oh.. you're comparing 1080p at 4.7in vs 5in
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Huh? That's a difference between 294ppi and 469ppi.
Stereoscopic vision is effective at a distance of [distance between pupils / diameter of pupils] times that of focus.
3D on movie screens is effective, even when not simulating something super close.
3D is only one of the benefits of the device, anyway. The wide field of view and head tracking are what makes it special.
With the low resolution of the Ocular Rift, and small aperature of the human eye, I doubt focus will be an issue unless you are simulating something within arm's reach. Even then, I doubt it will be a huge issue if you don't spend to much time looking at things up close.
It can later be fixed by gaze tracking, refocusing the hardware lens on the device and rendering the focus blur in software.
Steam DRM doesn't restrict my hardware choices, so it's better than iTunes music (pre-DRM-free) or video, where I have to use an Apple device or Windows to play the file.
The iPod previous generation iPod Touch is labled as having a Retina display, yet it has poor color gamut and viewing angles (it isn't IPS)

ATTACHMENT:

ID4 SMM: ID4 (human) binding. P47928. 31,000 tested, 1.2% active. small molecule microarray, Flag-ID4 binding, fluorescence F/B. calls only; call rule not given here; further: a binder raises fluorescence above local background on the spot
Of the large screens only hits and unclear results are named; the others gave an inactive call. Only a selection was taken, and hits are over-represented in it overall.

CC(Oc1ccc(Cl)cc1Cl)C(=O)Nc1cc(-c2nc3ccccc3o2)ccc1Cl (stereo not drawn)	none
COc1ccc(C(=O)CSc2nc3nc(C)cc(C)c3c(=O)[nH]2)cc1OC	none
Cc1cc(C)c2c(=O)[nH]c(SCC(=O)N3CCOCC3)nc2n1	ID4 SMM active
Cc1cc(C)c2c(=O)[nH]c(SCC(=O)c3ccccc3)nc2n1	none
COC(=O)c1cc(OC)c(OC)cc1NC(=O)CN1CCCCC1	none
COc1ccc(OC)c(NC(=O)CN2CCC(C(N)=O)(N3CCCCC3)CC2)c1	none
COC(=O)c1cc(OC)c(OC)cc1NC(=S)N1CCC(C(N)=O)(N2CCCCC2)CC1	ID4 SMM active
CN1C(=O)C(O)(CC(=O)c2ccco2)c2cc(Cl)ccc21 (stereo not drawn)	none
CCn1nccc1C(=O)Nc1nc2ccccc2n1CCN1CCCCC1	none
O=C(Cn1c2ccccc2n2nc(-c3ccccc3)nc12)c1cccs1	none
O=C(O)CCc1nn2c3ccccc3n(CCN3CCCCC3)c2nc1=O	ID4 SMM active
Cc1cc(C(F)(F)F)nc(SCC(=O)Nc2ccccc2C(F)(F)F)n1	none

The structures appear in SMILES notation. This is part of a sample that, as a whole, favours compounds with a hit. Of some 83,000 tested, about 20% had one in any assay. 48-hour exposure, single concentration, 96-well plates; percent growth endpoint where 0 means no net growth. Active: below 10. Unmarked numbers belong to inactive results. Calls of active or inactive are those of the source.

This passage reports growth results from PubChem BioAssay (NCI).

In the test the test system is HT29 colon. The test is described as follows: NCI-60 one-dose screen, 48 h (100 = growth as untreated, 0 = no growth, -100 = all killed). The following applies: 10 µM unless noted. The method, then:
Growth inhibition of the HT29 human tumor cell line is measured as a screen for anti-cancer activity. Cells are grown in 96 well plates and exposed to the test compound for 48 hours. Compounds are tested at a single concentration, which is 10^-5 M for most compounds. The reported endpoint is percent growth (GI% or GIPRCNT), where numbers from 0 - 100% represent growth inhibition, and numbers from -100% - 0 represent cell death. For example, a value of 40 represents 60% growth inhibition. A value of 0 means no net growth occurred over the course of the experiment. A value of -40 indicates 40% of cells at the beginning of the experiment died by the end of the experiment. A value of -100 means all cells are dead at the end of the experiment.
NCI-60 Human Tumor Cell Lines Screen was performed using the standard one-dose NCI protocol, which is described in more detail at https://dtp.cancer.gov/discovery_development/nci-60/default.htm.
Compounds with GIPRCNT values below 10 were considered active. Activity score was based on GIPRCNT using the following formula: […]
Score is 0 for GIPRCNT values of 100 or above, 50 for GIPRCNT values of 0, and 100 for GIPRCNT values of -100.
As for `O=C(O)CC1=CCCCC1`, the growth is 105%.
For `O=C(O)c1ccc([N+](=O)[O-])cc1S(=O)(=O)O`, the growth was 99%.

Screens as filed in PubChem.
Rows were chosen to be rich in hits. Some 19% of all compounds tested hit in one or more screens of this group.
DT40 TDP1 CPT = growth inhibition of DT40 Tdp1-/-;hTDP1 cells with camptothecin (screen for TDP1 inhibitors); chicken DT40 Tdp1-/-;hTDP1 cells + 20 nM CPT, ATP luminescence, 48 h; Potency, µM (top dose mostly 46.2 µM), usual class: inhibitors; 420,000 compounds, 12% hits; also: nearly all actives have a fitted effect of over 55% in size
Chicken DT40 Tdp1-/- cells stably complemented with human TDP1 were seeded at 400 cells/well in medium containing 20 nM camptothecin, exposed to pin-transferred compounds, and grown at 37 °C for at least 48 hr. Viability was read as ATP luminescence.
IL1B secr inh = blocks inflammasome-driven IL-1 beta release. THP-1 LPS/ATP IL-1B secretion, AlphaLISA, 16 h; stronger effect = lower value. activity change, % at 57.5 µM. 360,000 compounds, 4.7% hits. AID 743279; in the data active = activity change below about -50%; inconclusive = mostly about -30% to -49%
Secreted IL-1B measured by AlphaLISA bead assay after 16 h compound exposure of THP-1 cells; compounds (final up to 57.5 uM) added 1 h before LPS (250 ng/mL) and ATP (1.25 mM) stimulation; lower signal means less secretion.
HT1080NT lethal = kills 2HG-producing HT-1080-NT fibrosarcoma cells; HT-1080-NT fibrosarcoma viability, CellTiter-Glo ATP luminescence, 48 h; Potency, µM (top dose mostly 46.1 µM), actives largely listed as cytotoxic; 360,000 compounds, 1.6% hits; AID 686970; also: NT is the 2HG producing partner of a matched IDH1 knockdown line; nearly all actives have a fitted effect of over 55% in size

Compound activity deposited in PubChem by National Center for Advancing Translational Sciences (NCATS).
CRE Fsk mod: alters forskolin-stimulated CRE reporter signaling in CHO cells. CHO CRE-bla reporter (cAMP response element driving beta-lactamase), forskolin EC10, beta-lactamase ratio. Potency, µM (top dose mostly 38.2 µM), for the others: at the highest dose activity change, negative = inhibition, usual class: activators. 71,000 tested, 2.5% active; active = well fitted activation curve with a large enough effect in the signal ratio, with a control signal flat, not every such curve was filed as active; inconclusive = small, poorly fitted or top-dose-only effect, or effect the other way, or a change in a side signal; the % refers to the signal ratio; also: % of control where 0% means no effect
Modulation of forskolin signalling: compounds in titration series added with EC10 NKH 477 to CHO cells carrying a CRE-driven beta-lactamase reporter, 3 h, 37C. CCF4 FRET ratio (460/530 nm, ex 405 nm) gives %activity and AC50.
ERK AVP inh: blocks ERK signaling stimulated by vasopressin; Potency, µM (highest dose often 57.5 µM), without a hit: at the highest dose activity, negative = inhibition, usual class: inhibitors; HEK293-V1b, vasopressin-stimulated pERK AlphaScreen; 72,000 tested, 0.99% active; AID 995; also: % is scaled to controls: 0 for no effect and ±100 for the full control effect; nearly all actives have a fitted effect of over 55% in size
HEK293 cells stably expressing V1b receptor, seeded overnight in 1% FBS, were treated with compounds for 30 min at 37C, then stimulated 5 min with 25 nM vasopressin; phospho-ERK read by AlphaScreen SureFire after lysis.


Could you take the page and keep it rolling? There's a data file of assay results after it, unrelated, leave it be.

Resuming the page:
The iPhone 4 had a fairly low gamut display. (And I think the 4s was the same)
I love high pixel density, but I think better viewing angles are even more needed. I'd like to see IPS become the standard like it has for LCD smartphones and tablets.
The HD 3000 is at 4%. All Intel GPU options combined is 10%.
There is just less fragmentation in the Intel market.
The problem is that often the "technical specifications" are meaningless or misleading, like a TV marketed like this:
HD, 600hz, 170 degree viewing angles, 2 ms response time, 1,000,000:1 contrast ratio and over 2 billion colors.
Retina has a useful meaning to me: It means that the PPI has exactly doubled from all the previous products in the line*, while keeping all the GUI elements the same physical size. So it's also a software thing.
No, it's not useful when comparing with other devices, except that Apps made for Apple devices are more likely to target the exact resolution of the screen.
In the case of the MacBook Pro Retina, the longtime standard for notebooks and desktops was doubled (They tend to be close to 100dpi)